The default configuration parameters can be modified, as shown below. Only the parameters whose values need to adjusted can be passed as the dictionary.

conf_dict = dict(num_iteration=40, domain_size=10000, initial_random=3)

tuner = Tuner(param_dict, objective, conf_dict)

7. Additional Features

Handling runtime failed evaluation

At runtime, failed evaluations are widespread in production deployments. Mango abstractions enable users to make progress even in the presence of failures by only using the correct evaluations. The syntax can return the successful evaluation, and the user can flexibly keep track of failures, for example, using timeouts. An example showing the usage of Mango in the presence of random failures is shown here.

Mango can also do an efficient neural architecture search. An example on the MNIST dataset to search for optimal filter sizes, the number of filters, etc., is available.

8. Combiner Classifier Selection and Optimization (CASH)

Mango now provides a novel functionality of combined classifier selection and optimization. It allows developers to directly specify a set of classifiers along with their different hyperparameter spaces. Mango internally finds the best classifier along with the optimal parameters with the least possible number of overall iterations. The examples are available here

The important parts in the skeletion code are as below.

from mango import MetaTuner

#define search spaces and objective functions as done for tuner.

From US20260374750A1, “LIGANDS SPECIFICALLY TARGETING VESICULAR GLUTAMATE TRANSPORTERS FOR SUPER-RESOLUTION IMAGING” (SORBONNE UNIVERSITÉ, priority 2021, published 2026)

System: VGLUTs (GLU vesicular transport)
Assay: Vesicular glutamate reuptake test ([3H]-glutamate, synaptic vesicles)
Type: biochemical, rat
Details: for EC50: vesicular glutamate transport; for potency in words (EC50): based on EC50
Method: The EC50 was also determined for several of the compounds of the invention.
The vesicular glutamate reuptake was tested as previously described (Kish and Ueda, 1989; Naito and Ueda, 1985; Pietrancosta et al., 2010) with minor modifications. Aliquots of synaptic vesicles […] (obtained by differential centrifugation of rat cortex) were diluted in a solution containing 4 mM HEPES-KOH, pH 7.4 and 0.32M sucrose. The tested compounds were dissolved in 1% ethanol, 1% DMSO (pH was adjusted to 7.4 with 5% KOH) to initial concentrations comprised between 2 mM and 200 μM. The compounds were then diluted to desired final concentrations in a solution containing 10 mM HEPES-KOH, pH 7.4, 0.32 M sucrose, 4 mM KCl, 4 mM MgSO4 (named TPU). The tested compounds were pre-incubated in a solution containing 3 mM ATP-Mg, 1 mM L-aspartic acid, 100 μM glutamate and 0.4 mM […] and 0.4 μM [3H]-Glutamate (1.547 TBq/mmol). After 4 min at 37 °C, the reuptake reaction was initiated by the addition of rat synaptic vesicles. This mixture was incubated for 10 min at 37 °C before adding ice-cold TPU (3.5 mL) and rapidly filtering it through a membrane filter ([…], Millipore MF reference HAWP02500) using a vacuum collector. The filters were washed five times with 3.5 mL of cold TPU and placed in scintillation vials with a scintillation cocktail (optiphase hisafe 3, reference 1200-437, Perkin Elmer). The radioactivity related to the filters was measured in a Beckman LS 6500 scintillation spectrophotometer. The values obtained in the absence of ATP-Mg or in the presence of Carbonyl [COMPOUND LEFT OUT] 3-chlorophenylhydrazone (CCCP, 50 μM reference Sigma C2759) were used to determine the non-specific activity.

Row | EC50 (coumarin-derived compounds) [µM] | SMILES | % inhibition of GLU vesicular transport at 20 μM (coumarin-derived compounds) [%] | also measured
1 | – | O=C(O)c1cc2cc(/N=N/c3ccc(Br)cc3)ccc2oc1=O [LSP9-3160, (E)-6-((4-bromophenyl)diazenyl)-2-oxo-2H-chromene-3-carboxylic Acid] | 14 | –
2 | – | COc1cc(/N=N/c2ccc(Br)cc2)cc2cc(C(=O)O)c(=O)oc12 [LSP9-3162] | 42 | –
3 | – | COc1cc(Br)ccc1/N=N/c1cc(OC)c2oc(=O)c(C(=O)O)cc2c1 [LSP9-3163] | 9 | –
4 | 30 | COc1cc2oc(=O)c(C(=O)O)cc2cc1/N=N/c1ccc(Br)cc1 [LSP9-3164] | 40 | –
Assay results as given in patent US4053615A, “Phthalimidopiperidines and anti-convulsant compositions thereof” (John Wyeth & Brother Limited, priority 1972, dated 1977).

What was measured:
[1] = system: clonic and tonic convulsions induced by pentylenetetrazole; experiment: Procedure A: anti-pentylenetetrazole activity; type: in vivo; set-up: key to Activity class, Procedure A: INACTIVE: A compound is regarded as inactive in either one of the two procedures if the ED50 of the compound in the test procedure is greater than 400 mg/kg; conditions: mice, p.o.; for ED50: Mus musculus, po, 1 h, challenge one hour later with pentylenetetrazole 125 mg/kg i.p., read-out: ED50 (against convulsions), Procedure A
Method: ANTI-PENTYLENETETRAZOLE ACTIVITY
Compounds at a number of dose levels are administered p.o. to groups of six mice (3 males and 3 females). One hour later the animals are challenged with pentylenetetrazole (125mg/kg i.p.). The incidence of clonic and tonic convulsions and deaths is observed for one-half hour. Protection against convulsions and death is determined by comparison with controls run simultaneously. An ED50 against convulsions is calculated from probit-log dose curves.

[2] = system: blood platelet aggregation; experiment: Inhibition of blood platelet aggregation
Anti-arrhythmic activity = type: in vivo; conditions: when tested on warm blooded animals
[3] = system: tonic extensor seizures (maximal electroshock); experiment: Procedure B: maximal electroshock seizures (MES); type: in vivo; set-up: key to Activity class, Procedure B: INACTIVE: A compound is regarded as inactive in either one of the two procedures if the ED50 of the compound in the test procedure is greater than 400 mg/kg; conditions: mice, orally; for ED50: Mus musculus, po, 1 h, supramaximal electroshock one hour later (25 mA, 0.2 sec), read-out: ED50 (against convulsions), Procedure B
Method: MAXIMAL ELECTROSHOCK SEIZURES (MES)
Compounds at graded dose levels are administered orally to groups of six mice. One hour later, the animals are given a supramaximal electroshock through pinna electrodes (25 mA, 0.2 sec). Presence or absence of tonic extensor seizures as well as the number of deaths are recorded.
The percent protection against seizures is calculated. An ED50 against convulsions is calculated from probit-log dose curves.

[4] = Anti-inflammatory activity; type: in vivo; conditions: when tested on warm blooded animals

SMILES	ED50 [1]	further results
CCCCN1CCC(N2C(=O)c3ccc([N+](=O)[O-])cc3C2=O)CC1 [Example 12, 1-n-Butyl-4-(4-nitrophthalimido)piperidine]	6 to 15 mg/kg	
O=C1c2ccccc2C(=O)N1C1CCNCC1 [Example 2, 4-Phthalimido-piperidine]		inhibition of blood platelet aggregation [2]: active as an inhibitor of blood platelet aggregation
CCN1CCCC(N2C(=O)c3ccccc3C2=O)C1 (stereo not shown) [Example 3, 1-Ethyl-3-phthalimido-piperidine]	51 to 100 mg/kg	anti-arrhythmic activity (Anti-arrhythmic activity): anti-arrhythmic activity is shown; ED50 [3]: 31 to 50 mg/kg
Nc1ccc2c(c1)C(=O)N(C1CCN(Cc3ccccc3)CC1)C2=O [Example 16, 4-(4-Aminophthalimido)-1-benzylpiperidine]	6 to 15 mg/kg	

param_space_list = [param_space1, param_space2, param_space3, param_space4, ..]
objective_list = [objective_1, objective_2, objective_3, objective_4, ..]

metatuner = MetaTuner(param_space_list, objective_list)

results = metatuner.run()

print('best_objective:',results['best_objective'])
print('best_params:',results['best_params'])
print('best_objective_fid:',results['best_objective_fid'])

Participate

Paper

More technical details are available in the Mango paper-1 (ICASSP 2020) and Mango paper-2 (CogMI 2021) Please cite them as:

@inproceedings{sandha2020mango,
  title={Mango: A Python Library for Parallel Hyperparameter Tuning},
  author={Sandha, Sandeep Singh and Aggarwal, Mohit and Fedorov, Igor and Srivastava, Mani},
  booktitle={ICASSP 2020-2020 IEEE International Conference on Acoustics, Speech and Signal Processing (ICASSP)},
  pages={3987--3991},
  year={2020},
  organization={IEEE}
}
@inproceedings{sandha2021mango,
  title={Enabling Hyperparameter Tuning of Machine Learning Classifiers in Production},
  author={Sandha, Sandeep Singh and Aggarwal, Mohit and Saha, Swapnil Sayan and Srivastava, Mani},
  booktitle={CogMI 2021, IEEE International Conference on Cognitive Machine Intelligence},
  year={2021},
  organization={IEEE}
}

Slides

Slides explaining Mango abstractions and design choices are available. Mango Slides-1, Mango Slides-2.

Contribute

Please take a look at open issues if you are looking for areas to contribute to.

Questions

For any questions feel free to reach out by creating an issue here.